Back in the early 60s, when I was in seminary, the name of Eugene Nida was honored as a pioneer in the area of Bible translation. At that time, no one seemed to identify the weaknesses in Nida’s theories and in their implementation in the field of biblical studies or in missions. Wycliffe Bible Translators were building a reputation as an avant garde organization with a goal of putting God’s Word into every language. Few, if any, evangelical professor, preacher, or mission leader seemed to question their goals or their methods.
Simnowitz’ Thesis [ Thesis can be found here]
Now, in a seminal thesis Adam Simnowitz has revealed some of the theological and philosophical flaws in Nida’s translation theories and their effect on the approach and outcome of Wycliffe Bible Translators as well as those of other mission organizations. He identifies Nida’s underlying theory of translation for some of the unorthodox translations that are being done for Muslim and other non-Christian groups. This is especially upsetting for many, if not most, of us who have been missionaries. It is a startling and disappointing revelation. Those of us who have held Nida and Wycliffe Bible Translators as almost sacrosanct now have to do some reevaluation. And that is not pleasant.
Simnowitz begins by outlining his personal journey in outreach to Muslims and the use of certain Arabic materials that were advertized as Christian but he came to realize later that
“all divine familial language (i.e. “Father,” “Son,” and “Son of God”) in this particular “translation” is never literally rendered from the Greek manuscripts of the New Testament.” 1
Muslim Idiom Translation (MIT) & Insider Movement which is an out growth of those activities came from the influence of a philosophy called “dynamic equivalence” or “functional equivalence” which was birthed by Eugene Nida.
Simnowitz’ conclusion is stated this way:
“I discovered that both MIT and C5/IM come from the same source, namely, the influence of Dr. Eugene A. Nida. The application of his philosophy of “dynamic equivalence” (DE), a.k.a. “functional equivalence” (FE), in Scripture translation and missions has had a steady and far- reaching impact upon professing evangelicals.” 2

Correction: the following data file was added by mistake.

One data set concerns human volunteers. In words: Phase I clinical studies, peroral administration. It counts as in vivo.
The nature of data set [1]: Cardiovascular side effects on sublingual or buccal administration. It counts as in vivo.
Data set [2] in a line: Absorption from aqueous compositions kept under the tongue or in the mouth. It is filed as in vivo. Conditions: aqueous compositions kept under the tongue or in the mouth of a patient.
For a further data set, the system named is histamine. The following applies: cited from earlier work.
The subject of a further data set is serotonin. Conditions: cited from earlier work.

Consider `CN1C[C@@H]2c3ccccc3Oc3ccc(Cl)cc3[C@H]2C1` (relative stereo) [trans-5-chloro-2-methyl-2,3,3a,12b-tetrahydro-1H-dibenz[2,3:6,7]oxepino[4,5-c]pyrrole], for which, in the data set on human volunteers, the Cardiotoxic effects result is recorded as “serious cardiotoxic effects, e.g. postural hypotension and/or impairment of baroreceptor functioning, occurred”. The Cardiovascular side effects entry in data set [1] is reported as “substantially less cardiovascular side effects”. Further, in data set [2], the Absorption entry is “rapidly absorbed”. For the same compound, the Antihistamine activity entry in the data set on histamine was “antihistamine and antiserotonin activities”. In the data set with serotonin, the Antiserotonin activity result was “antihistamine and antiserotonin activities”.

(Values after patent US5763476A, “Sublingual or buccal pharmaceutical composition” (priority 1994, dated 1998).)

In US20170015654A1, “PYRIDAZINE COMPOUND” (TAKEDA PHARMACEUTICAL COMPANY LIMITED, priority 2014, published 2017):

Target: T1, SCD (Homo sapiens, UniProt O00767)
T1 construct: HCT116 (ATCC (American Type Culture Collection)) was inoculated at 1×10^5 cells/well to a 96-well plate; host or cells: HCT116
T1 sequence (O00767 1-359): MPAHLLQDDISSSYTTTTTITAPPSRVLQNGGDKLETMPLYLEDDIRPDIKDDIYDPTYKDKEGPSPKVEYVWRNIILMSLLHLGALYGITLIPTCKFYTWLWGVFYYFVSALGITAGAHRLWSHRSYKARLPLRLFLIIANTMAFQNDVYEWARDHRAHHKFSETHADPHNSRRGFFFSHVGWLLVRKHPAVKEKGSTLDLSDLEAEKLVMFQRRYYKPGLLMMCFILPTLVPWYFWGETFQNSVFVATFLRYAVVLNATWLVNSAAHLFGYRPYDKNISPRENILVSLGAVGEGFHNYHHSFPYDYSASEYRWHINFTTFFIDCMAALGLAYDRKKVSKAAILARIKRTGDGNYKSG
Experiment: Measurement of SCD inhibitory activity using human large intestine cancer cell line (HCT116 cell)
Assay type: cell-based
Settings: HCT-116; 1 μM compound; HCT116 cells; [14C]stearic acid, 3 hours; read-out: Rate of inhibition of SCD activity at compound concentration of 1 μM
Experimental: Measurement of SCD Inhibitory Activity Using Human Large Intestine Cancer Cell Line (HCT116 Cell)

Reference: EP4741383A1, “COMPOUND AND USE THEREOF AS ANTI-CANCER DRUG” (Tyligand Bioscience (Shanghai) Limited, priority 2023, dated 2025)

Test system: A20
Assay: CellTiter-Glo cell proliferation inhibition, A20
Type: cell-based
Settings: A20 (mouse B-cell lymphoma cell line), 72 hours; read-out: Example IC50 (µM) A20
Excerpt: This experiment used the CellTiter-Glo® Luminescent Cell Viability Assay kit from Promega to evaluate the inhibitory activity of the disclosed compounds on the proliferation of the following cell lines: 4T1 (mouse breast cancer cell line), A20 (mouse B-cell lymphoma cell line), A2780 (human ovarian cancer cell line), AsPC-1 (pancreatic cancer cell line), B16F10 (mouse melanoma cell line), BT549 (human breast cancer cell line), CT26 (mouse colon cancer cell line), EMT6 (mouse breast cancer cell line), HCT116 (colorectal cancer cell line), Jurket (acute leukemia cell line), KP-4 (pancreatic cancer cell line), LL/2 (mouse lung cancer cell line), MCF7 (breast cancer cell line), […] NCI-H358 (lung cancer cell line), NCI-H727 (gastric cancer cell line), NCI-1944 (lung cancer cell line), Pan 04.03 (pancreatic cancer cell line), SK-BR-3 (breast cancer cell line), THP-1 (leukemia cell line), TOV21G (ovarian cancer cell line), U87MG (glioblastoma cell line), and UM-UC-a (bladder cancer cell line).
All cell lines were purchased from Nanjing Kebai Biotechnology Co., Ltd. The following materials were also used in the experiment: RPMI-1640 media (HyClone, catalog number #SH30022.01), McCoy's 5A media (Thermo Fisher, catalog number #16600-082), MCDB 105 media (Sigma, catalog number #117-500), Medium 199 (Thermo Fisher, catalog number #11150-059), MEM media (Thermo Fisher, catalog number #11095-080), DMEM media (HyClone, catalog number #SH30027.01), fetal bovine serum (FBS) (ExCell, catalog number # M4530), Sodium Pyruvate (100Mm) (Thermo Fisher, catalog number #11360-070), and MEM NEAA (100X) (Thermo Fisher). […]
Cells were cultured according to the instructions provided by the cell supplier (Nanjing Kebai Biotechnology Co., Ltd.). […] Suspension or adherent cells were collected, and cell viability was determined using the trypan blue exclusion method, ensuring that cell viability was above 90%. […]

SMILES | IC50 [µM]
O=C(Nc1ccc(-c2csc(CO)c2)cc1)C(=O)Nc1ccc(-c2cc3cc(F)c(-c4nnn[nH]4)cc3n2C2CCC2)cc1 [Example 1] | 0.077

Simnowitz’ conclusion explains what has been a mind boggling experience many of us have had in Muslim ministry where evangelical colleagues have been active in creating New Testaments where references to Father, Son of God, and other familial terms have been eliminated to prevent a negative reaction on the part of Muslims. This phenomenon has been impossible to comprehend.
When I was in seminary my Greek teacher was Robert Funk who later founded the Jesus Seminar where the life of Jesus was dissected to determine, according to the scholars, what statements of Jesus were accurate or partially true. The scholars of the Jesus Seminar coded the sayings of Jesus according to their assumption of authenticity. However, like most liberals of his generation who did not believe the Bible, Funk never did try to change the Greek or rewrite the New Testament. Now, we see that evangelicals who claim to believe the Bible will rewrite sections that are not pleasing to Muslims. This seems like madness.
The revelation that Eugene Nida was suggesting such changes as early as 1947 is astounding to me. (see Simnowitz’ footnote 157 on p. 33) Why was this not considered by evangelical leaders and why was this not rejected by Wycliffe Bible Translators? This is especially puzzling since Nida continued to refine his philosophy of translation as Simnowitz records on p.40, footnote 189. It wasn’t a secret to some but it was to me and I think it was (and still is) to the majority of the evangelical community.
This thesis should be in print and it should be in the library of every missionary no matter where they minister because the influence of those who want to change the Bible to suit other faith traditions is everywhere today.